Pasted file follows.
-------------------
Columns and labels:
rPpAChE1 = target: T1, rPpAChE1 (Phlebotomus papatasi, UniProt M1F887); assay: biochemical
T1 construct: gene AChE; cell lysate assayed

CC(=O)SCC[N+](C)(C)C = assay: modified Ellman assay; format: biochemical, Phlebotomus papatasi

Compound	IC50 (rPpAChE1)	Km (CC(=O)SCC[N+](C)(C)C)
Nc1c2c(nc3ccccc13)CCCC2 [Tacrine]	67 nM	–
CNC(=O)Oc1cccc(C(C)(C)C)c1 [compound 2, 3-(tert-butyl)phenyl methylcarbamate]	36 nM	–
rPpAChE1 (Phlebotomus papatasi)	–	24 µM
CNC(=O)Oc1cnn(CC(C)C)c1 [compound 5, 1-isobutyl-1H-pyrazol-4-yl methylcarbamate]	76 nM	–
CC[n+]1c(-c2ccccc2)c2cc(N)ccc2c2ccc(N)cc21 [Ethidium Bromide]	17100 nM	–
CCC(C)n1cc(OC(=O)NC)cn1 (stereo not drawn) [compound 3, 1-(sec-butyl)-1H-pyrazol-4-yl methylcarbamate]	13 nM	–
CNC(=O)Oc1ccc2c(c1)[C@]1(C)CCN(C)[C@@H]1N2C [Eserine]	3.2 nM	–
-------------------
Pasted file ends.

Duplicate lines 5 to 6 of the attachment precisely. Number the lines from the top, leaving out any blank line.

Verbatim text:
Compound	IC50 (rPpAChE1)	Km (CC(=O)SCC[N+](C)(C)C)
Nc1c2c(nc3ccccc13)CCCC2 [Tacrine]	67 nM	–